On Wisdom, Age and Family

wise old owl sitting on a book

Image courtesy CLKR Free ClipArt

brave ski mom logoWhile I certainly don’t consider myself stupid or naïve, I would never say that I’m wise.

Wisdom is something I associate with ancient Greek philosophers and cartoon owls.

It’s such a high and unattainable attribute that I never really even think about it.

That changed in mid-April, when I met a friend of a friend on a chairlift at Breckenridge. This woman is a great skier, with bad knees. She’s also a Ph.D, scientist so I know she’s smart. I was commiserating with her on her knees, which now limit her skiing.

“Don’t you hate getting old?” I asked.

“No,” she replied. “I don’t mind getting old. I appreciate the wisdom.”

Her comment stopped me cold. I thought about it for the next two days.

family ski breckenridge

It was our oldest son’s first time skiing Breckenridge. At the end of the day, after it snowed at least 6 inches in the afternoon, he remarked: “I thoroughly enjoyed this day.” What more could any mom want?

Time Passing

My kids are old enough, that I am suddenly very conscious of the passage of time. “How can it be that my son will 18 in August?” I ask myself almost every day.

spring ski day breckenridge colorado

Caught up in high school academics and activities, our family is as busy as ever, yet as I told a friend recently, I feel like I’m coming out of a tunnel and I’m not sure who I will be when I exit.

I think of it this way: when my kids were born, I entered this space, this tunnel of light and love called motherhood. And while I’ll still be their mother, and I’m still ME, I am suddenly aware that they are nearly grown. My youngest just got his driver’s permit, and while he’ll be home another three years, the oldest is nearly out the door.

And I realize that I’m nearly out of the tunnel.

What is Wisdom?

Since I didn’t really know about wisdom, I decided to look it up. Here’s what I found:

Wisdom is the ability to think and act using knowledge, experience, understanding, common sense, and insight.

sophia greek wisdom

A Greek personification of Sophia, or Wisdom. Photo: Wikipedia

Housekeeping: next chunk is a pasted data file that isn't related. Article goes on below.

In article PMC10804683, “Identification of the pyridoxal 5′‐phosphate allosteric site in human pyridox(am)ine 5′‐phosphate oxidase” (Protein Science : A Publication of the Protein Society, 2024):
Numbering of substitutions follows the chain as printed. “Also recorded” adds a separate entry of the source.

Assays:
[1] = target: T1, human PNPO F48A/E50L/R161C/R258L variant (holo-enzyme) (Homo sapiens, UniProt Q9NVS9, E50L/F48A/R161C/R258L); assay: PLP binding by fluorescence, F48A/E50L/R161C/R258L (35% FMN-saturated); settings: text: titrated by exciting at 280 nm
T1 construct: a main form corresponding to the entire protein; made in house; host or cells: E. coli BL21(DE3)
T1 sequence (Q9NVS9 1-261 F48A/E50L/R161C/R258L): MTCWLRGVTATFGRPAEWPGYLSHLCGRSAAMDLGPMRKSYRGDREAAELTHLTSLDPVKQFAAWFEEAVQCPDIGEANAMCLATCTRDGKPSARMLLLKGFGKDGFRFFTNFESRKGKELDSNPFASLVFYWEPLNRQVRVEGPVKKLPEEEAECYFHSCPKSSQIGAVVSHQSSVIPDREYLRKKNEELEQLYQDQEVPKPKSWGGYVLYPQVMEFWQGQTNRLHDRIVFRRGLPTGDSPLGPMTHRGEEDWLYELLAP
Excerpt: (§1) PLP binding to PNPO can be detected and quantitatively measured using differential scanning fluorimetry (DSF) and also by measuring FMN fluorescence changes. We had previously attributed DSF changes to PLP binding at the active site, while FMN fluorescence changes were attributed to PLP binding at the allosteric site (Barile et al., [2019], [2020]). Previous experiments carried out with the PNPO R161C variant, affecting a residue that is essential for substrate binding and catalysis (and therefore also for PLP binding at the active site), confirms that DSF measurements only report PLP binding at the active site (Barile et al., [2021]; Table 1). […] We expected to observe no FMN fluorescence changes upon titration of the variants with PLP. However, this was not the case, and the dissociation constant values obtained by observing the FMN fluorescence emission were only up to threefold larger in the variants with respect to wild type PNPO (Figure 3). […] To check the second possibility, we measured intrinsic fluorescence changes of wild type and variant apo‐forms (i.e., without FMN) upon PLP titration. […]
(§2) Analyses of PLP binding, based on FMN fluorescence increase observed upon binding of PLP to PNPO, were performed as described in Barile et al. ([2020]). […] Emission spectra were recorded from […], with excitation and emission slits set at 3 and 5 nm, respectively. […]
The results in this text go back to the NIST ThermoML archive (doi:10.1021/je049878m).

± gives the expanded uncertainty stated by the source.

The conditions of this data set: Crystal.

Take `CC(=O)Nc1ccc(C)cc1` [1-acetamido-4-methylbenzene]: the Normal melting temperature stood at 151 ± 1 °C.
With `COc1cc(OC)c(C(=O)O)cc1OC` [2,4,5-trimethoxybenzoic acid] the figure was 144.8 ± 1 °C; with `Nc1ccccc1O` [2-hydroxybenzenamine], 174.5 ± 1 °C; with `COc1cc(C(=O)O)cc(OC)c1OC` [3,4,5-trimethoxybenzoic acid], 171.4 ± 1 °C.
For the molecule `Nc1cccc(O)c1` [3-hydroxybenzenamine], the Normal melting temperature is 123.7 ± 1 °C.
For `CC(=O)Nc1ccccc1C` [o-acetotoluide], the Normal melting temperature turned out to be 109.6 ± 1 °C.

Reading this definition for the first time, it struck me that wisdom isn’t just for ancient Greeks (or  adorable girls named Sophia), but rather it is something comes from living.

It’s not learning, per se, but learning from life, that gives us wisdom.

As parents, it’s learning from our mistakes.

It’s learning that while one child, at age 4, may respond passively to a time out, the other one may resist and run around the house, flaunting authority until we come up with an appropriate (hopefully, non-yelling) strategy.

It’s learning that while we want to believe that teachers and schools have our kids’ best interests in mind, when it comes to notifying us that Boy #1 (at age 9) has a badly sprained ankle from playground basketball, or requiring him to sit for a scheduled standardized test, the school will choose their interest over his and that we as parents had better redouble our vigilance.

It’s learning that my husband hates being asked “how was your day?” so I’d better not ask it.

ski spring breckenridge colorado

While he doesn’t like being asked about work day, my husband is happy to tell you about this ski day in April at Breckenridge.

And, it’s learning about what’s really of value – to me.

Which takes me back to Breckenridge, and the wisdom I received.

I was in Breck to work, to present a workshop during a multi-day conference. I was also there to ski with my family. And I was torn. While I’ll always (let’s be honest) choose skiing with my family over sitting in a meeting or conference room, I was feeling a bit lame for not caring about learning, listening or networking with the hundreds of meeting attendees.

breck anne and kristen

My kind of networking: the morning of our workshop, Anne Haight (Silver Star) and I skied 18″ fresh powder (that’s 38 cm for Canadians) at Breckenridge.

And then I thought about wisdom. If I’ve learned anything, it’s that my family is of paramount importance to me. There is nothing more fun and rewarding than spending time with them. And while some days seem endless, that time is limited.

I can always network. I can’t always score a spring ski day at Breckenridge with my crew.

That’s what I’ve learned. That’s my wisdom. And I’m not apologizing any more for putting them first.

I’ve learned and I’m still learning.

Hopefully, I’m becoming wise.

 

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© 2014, Kristen Lummis. All rights reserved. Any use or publication of content, including photos, requires express permission.

Comments

  1. Jennifer says

    Seems to me you hit the nail on the head. I’ve shared the same perspective in recent years. Life moves too fast and is too short to put anything in front of family. (holy cow you’re giong to have an 18 year old???)

    • says

      It does move so fast! And while each demand upon our time is “important,” its family that really matters!

      And, yes! An 18 year-old, high school senior is in our near future! He’s awesome and I have to see each year just gets better and better with both boys.